Monday Motivation: Marxism v. Pear Petals

 In Monday Motivation, Richard Beynon's blog, Tips for Writers

Frequently when we’re asked to assess someone’s manuscript, or help a writer brainstorm a story idea, we have to begin by stating a fundamental principle of fiction.

It is, we say, a really bad idea to launch into a story in the hopes that it will improve the human condition, persuade us to mend our ways, beat our swords into ploughshares, or let a thousand chrysanthemums bloom where previously hatred reigned.

Of course, it is extremely laudable to harbour such ambitions. We would love to leave the world a better place than we found it. Who can find fault with a person who wishes to teach her readers to make good choices?

The problem is that setting out with pedagogical ends in mind will damage your story. Your characters will become mere ciphers, your story a moralistic diatribe that will drive your readers away.

The issue essentially concerns the difference between the abstract and the concrete. Moral teaching relies on universal truths – abstractions regarding human nature and ethical truths.

Stories, by contrast, are essentially about concrete particulars. Any given story is about the very specific problems of very specific characters who, under pressure, have to make specific choices.

I was reminded of this contrast by Joan Didion, the American writer one of whose books of essays was featured in a series of programmes on the BBC recently.

In an essay entitled Why I Write, she says:

“I am not a scholar. I am not in the least an intellectual, which is not to say that when I hear the word “intellectual” I reach for my gun, but only to say that I do not think in abstracts. During the years when I was an undergraduate at Berkeley I tried, with a kind of hopeless late-adolescent energy, to buy some temporary visa into the world of ideas, to forge for myself a mind that could deal with the abstract.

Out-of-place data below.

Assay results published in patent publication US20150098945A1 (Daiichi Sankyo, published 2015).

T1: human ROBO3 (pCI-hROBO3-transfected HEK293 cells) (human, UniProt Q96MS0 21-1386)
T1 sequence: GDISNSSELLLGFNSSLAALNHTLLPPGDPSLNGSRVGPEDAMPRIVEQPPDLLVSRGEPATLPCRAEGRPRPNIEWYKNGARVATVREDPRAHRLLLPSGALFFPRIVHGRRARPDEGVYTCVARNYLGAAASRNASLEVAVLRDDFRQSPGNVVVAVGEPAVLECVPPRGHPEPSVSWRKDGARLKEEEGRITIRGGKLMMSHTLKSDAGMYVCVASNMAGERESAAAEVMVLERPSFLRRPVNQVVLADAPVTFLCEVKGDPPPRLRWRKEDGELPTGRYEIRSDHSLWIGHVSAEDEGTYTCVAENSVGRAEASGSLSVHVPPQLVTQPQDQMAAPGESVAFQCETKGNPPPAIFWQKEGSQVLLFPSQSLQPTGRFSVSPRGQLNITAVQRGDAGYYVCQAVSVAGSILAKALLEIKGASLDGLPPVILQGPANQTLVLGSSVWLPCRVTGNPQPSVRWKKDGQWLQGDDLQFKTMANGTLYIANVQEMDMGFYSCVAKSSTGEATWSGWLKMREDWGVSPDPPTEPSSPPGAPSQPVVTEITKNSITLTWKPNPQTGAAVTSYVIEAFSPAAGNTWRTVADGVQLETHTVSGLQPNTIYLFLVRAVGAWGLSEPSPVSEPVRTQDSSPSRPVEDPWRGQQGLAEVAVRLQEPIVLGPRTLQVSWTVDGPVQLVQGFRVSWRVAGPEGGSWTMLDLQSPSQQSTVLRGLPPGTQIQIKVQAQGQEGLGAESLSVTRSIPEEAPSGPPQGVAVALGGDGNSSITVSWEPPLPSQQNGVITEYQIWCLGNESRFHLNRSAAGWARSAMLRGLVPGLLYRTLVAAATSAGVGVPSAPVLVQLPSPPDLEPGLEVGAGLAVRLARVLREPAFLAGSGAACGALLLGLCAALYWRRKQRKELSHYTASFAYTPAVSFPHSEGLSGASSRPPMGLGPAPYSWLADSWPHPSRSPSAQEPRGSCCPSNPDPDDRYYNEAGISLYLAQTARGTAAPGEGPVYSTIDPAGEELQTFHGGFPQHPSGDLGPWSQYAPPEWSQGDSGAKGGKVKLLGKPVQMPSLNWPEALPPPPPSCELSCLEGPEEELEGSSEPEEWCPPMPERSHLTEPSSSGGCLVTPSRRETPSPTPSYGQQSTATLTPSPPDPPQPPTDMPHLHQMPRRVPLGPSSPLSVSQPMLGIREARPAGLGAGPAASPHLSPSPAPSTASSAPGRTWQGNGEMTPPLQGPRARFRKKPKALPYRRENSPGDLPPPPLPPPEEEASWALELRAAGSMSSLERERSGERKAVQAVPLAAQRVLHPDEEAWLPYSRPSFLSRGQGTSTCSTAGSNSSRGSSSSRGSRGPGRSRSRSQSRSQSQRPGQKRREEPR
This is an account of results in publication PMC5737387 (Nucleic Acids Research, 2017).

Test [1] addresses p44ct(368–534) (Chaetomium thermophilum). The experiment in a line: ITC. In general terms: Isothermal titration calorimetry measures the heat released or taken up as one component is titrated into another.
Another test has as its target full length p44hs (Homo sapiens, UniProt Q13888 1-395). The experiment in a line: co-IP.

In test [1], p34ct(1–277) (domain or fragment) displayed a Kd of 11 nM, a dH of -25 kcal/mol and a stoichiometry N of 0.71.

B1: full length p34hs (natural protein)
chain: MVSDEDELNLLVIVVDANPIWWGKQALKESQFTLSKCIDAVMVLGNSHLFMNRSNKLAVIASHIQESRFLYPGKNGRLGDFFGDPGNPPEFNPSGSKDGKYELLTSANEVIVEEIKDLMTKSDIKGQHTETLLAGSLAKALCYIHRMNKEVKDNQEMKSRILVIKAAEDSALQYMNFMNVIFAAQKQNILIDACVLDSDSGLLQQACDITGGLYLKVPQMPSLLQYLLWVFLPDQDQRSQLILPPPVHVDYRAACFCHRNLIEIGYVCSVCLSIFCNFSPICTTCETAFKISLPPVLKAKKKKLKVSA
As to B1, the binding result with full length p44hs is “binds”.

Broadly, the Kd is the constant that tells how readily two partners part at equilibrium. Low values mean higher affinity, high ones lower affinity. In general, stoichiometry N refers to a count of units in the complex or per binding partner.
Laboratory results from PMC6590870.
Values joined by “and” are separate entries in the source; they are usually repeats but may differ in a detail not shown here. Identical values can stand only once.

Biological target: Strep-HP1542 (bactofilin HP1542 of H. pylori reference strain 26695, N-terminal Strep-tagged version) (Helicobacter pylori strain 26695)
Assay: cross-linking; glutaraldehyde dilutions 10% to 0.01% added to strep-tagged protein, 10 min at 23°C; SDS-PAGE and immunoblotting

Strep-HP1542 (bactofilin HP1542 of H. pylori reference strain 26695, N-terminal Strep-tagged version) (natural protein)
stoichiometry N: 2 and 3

“In short I tried to think. I failed. My attention veered inexorably back to the specific, to the tangible, to what was generally considered, by everyone I knew then and for that matter have known since, the peripheral. I would try to contemplate the Hegelian dialectic and would find myself concentrating instead on a flowering pear tree outside my window and the particular way the petals fell on my floor.”

Thinkers and scholars think in terms of abstractions and -isms. They anatomise notions like determinism and freedom; they analyse the current threats to democracy; they weigh the culpability of the big men who bestride their countries and seek to impose their will on their neighbours.

Writers, though, notice the petals of the pear tree that flutter to the ground.  They pay attention to the agony of a father holding the hand of his dead daughter in the ruins of a building destroyed by an earthquake. They memorialise the expressions of people in paroxysms of joy – or despair.

They focus, in short, on the particular details of people’s experience. And, paradoxically, by doing so achieve the objectives of the abstract thinkers who, through their teaching, hope to alert us to the large issues confronting us all.

Happy writing,


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